I’d actually made a record with Matt Sorum for Blackheart Records back in 2010 which is actually finally going to be coming out in September but that album was shelved for a few years and I got very frustrated so I left my management company there at Blackheart and decided to go out on the road myself. So I did four tours and then when I got back Kim Fowley and I had rekindled a friendship and spent countless hours going over the past and getting all that in order which was very important for me to do, and then he became very ill and then he reached out about making a record with him which of course I just jumped at the chance, because my goodness, I’m not this terrified naïve little girl anymore, I’m a woman that actually really was interested in working with him again, and bring my son along with me. Jake and Kim wrote together beautifully and worked together and of course when Kim got very ill after the fourth song, he turned the entire record over to Jake, so it was quite an experience. I just wish we would have finished it, he died two weeks before the album was finished.  He actually moved into my home, he was bed ridden, but I took care of him for almost ten days then he had to go back into the hospital for surgery. Those are days I will always cherish because forty years changes a person, and he was not the same man, he still had the brilliance and the wit that Kim always had but he was a different person and it was great to know him now before he passed away instead of walking around with this misconception of what I thought that he might still be. So for me it was a great opportunity. It gave me the possibility to put the past behind me and all the things that troubled me as a young girl, now I’ve replaced them with wonderful memories and I’m so grateful for that.

In another almost rekindling, what was it like playing with Lita again on ‘Reverie’?
Well actually I’d worked with Lita for about a year before this record happened and she actually reached out to me to do a duet for a Christmas single she had written called ‘Rock This Christmas Down’ and I flew in from my last day on tour, and went directly from the airport to the studio and worked with her for the first time in forty years and it was absolutely so much fun. Then we had a friendship and she would ask me to do shows with her and I loved it, and then when this album happened she was involved from almost the very beginning, she was there when we were writing songs and leant her voice to ‘Dark World’ which was awesome, and then of course when we decided to do a couple of Runaways songs I had to have her involved, I couldn’t not. So now that she’s a singer I had her sing with me, so that was really cool.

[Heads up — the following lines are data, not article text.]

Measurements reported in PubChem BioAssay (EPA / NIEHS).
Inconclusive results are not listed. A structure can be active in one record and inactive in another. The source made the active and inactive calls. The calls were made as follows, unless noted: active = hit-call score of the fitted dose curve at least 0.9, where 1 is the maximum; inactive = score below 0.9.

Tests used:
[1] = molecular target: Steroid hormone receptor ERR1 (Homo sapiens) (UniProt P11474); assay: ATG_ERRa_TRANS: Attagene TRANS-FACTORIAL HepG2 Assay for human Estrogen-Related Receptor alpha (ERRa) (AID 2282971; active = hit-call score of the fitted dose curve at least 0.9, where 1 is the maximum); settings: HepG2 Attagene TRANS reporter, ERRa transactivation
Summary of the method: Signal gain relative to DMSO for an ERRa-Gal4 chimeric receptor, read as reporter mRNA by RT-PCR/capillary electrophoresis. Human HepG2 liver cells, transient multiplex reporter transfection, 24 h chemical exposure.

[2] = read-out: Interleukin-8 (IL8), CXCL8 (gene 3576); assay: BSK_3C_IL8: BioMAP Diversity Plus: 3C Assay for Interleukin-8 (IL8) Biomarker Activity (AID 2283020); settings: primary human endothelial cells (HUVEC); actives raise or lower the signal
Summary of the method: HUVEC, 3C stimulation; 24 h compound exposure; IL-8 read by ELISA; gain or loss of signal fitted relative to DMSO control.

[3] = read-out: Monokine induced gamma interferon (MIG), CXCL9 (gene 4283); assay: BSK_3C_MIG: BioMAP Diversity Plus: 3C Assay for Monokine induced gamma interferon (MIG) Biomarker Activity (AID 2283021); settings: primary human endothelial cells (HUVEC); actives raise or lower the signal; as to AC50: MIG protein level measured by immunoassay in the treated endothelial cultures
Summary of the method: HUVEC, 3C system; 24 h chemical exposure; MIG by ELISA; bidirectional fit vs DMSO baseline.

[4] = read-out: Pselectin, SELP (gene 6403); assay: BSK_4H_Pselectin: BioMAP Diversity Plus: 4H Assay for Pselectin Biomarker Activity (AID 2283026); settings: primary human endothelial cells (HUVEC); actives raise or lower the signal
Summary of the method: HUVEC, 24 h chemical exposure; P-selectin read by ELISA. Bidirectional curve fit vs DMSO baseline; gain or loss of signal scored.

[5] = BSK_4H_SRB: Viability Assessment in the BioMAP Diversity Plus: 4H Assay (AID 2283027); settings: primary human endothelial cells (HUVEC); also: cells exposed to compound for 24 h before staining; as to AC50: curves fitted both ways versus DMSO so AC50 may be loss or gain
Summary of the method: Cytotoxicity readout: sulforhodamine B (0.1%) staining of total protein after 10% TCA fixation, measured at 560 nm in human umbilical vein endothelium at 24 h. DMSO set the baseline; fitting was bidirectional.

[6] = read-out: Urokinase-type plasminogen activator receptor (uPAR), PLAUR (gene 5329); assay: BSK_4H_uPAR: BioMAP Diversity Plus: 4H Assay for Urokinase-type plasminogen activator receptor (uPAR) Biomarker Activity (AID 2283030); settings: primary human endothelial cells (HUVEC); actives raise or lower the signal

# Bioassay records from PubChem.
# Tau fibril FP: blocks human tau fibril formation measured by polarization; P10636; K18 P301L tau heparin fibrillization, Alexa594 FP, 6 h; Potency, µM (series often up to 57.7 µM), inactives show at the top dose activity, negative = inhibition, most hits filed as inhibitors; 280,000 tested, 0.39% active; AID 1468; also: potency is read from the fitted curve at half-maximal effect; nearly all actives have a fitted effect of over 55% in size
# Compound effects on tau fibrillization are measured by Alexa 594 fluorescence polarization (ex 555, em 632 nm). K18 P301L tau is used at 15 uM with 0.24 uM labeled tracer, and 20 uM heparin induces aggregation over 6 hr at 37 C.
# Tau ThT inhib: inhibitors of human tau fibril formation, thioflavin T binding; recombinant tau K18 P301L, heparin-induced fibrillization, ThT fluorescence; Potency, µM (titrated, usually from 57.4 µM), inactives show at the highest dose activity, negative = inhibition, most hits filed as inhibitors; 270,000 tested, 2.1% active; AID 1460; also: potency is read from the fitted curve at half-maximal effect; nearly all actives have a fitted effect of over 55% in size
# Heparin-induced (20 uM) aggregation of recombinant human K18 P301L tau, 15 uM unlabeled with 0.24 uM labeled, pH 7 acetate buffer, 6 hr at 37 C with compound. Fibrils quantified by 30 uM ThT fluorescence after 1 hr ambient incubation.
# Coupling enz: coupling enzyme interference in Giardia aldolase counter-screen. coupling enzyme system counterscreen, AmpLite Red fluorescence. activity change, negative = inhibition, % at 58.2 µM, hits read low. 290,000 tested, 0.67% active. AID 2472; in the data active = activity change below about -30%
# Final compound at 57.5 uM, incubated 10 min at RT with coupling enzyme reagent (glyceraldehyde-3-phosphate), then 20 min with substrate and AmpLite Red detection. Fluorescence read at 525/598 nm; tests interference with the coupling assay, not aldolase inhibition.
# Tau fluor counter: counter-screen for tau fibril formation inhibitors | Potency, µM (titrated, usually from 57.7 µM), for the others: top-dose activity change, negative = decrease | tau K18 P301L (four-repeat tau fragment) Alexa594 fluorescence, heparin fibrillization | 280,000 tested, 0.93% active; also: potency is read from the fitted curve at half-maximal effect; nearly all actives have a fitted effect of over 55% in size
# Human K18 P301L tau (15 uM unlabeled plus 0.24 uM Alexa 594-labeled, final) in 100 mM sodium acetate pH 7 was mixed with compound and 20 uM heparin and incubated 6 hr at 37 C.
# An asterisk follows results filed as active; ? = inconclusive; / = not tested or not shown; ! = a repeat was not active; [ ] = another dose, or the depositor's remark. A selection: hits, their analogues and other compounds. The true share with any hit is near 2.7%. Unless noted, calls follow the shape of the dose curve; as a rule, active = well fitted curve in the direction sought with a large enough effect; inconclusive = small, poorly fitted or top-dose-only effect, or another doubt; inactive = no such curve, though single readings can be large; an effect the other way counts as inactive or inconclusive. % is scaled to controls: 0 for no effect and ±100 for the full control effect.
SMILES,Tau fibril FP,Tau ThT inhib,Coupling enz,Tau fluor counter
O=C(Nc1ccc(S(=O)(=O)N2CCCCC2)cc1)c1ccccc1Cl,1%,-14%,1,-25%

Has this given you a taste for it again and can we expect more music more often from you?
I don’t know, I really don’t… I think it’s something I’ll always do because it’s the easiest thing that I do in my life and that’s performing and meeting people. I guess when you started as young as I was it’s something that just comes very naturally and it’s something that I feel I was meant to do, but we’ll just see, after this tour, I just kind of take it day by day and see what happens. I do know for sure that the Blackheart record coming out in September, more than likely I will continue to tour.

Was it even a thought in your mind back when The Runaways were at their peak of how influential they’d be in music so many years on?
I had a hope for it and of course how popular we got in the two years we were together definitely made me see that we were doing something that was changing people’s ideas of what not only young girls being able to play but being tough enough to be in a male dominated business. Then I thought that we had all but been forgotten, especially when everybody said Madonna was the first one to put a corset on I went no that’s not true and she should know better and she should give me kudos which she didn’t *laughs*. You know, I just feel so blessed that I was a part of such a ground breaking band.